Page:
FOR THE KIDS : Children Get Feel for Nature During Sense-Tingling Hikes : Group leads walks on trails that are fit for strollers. The easy pace leaves time for ‘lots of smelling, touching, looking.’


Yes, you can strap your toddler into a stroller and hit the hiking trail in search of nature.

If strollers and trails sound incongruous, they aren’t--at least to the people at Nursery Nature Walks. They like to acquaint children with nature as early as possible, even in infancy.

The Santa Monica-based nonprofit group started leading walks in 1985 with volunteers who had scoped out five stroller-accessible trails in the Los Angeles area.

Now they have about 50 trails in their repertoire of gentle walks. A few years ago, they began branching into Ventura County, and now about one-third of the outings are within the county or close to it.


“We keep adding trails,” said Judy Burns, the group’s executive director. The list has grown to include places like McGrath State Beach in Oxnard, Arroyo Verde Park in Ventura, La Jolla Canyon and Big Sycamore Canyon along the coast and Rancho Sierra Vista park in Newbury Park.

Volunteers lead about 40 walks a month in the two counties. Families call weeks ahead to reserve a spot in the groups, which are limited to 10 families. They are asked to make a $5 donation.

It might sound illogical to expect a toddler to get much out of a nature walk, but that’s not Burns’ feeling. The younger the better, in her view.

“The walks are sensory-based, with lots of smelling, touching, looking,” she said. “It stimulates curiosity. They also learn respect for the outdoors. They learn not to grab a leaf, but to touch it gently.”


So it was a typical outing by Nursery Nature Walks last week that drew five mothers and their young children to Big Sycamore Canyon, just south of Point Mugu. Their eight children--from 6 months to 4 years old--were in strollers, jogger-style buggies, backpacks, front packs and on foot.

Their leader was Suzanne Egeln, who brought along her own two daughters, a 9-month-old infant and a 4-year-old, as well as her husband. Egeln had attended the group’s workshops to learn more about plants, animals, geology, Native Americans--and how to make it all fascinating to kids.

That’s accomplished not just by taking a hike, but by mixing in songs, stories, snack breaks, water breaks and frequent stops to examine such stuff as leaves, lizards and spider webs.

In fact, the volunteers have dreamed up so many things to do with kids involving nature that they published a book, “Trails, Tails & Tidepools in Pails,” ($9.95) that includes more than 100 activities. They range from finding a pill bug and returning him to his home, to more involved fun like making soap the way the Native Americans did by spraying water on a ceanothus blossom and rubbing it.


So activity-oriented are these walks that it’s a stretch to call them hikes. They are more like strolls--a quarter of a mile to half a mile, which takes about two hours with all the stops.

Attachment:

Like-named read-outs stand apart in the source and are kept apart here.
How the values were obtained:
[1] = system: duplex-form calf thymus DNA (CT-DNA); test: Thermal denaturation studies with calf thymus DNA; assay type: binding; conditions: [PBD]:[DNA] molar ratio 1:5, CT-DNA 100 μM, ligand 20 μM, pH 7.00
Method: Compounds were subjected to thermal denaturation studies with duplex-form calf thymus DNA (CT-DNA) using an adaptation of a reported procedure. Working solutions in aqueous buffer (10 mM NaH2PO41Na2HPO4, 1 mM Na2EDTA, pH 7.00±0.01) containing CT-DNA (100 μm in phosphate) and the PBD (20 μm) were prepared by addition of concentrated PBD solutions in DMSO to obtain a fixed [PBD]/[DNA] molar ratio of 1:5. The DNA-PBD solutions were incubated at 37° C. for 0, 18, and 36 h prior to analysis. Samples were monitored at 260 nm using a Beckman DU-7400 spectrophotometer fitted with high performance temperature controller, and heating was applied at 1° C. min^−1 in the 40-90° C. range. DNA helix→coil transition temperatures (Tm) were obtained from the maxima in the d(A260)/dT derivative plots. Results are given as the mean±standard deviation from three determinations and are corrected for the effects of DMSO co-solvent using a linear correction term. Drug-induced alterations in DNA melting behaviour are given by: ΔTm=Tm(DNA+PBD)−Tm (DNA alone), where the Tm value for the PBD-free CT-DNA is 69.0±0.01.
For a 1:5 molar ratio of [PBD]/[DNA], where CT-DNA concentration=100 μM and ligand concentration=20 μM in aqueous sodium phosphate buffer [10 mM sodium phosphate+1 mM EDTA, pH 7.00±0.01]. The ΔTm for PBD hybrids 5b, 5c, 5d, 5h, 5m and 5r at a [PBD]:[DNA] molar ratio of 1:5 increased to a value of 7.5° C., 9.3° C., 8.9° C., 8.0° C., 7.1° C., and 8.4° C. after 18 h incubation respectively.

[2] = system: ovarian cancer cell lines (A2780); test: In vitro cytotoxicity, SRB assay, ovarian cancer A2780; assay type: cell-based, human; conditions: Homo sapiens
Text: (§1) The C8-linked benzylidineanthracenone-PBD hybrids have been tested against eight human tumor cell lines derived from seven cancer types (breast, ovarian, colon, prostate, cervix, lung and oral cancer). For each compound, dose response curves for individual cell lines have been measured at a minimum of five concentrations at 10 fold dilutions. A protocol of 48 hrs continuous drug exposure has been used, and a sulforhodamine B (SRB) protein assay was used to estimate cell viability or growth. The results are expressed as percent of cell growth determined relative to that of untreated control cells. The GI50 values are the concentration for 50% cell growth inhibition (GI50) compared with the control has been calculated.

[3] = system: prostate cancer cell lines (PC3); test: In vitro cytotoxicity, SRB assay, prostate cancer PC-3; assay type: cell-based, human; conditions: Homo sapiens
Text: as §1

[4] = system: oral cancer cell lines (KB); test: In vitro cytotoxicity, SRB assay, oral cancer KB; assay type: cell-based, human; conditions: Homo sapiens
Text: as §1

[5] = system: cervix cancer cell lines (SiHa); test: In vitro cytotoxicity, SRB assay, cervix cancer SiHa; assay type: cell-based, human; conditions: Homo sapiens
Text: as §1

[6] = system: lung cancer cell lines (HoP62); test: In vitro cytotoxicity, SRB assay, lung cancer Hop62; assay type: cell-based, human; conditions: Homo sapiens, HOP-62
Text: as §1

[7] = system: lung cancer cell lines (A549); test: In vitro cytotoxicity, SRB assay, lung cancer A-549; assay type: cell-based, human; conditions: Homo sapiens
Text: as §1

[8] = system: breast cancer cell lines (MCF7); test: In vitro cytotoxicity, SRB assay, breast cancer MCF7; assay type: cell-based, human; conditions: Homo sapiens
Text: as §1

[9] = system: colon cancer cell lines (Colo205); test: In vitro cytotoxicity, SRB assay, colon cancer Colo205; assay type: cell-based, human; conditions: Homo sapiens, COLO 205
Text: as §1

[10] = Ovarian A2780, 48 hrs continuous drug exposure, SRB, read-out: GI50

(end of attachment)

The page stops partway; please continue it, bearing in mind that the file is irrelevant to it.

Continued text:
As Egeln’s group started out on the dirt road into the canyon, she listed the usual precautions for the children: Don’t throw rocks and sticks, stay on the trail and don’t put fingers into little holes.

The walk turned out to be nature bonanza. A covey a quail skittered across the trail, and Egeln used the opportunity to teach them the bird’s chirp, which sounds a lot like “Chicago.” A cottontail rabbit scampered into the brush, along with a lizard.

At a sycamore tree, Egeln took one of its giant leaves and brushed the children’s faces. “Feel how soft that is,” she told a 2-year-old boy. Then she led them in a song about how the tree’s leaves, branches, roots and bark resemble hands, arms, legs and skin.


In the shade of a dry stream bed crossing, the group stopped for snacks--fruit, crackers, juice. Mothers fed babies. Egeln took out her ladybug puppet and read the story “The Very Hungry Caterpillar.” As the caterpillar turned into a butterfly at the end of the book, as if on cue, a yellow-winged butterfly flickered through the group.

For many of the children, it was their first real nature outing. “I wanted to come here and get an idea about what’s involved if I do it on my own,” said Karen Roberts of Camarillo, who pushed 8-month-old Joey in a stroller while 2-year-old Sarah rode in a backpack or walked.

For Kathy Dezavala of Fillmore, also a mother of two, it was a break from the stay-at-home routine. “I needed to get out of the house,” she said. “I love to hike. I hiked before they were born.”

The way back was also filled with new sights, sights that a striding hiker or biker might have missed. There was the swarm of bees in Winnie the Pooh’s tree, as Egeln put it, hummingbirds, and bark to examine. And along the way, the children’s hands had been stamped with ladybugs and bear prints.



* WHAT: Nursery Nature Walks, a group that leads walks for parents with children 6 years and under, has three walks scheduled soon in Ventura County.

* WHERE AND WHERE: Friday, Rancho Sierra Vista in Newbury Park, 9:30 a.m.; Monday, Los Robles Trail in Thousand Oaks, 9:30 a.m., and Tuesday, Big Sycamore Canyon near Point Mugu, 5 p.m.

* COST: The group asks for a $5 donation per family.


* FYI: To reserve a spot for a walk (or ask about the book “Trails, Tails & Tidepools in Pails”), call (310) 364-3591. Parents and children are asked to wear long pants and to bring water, snacks and sunscreen.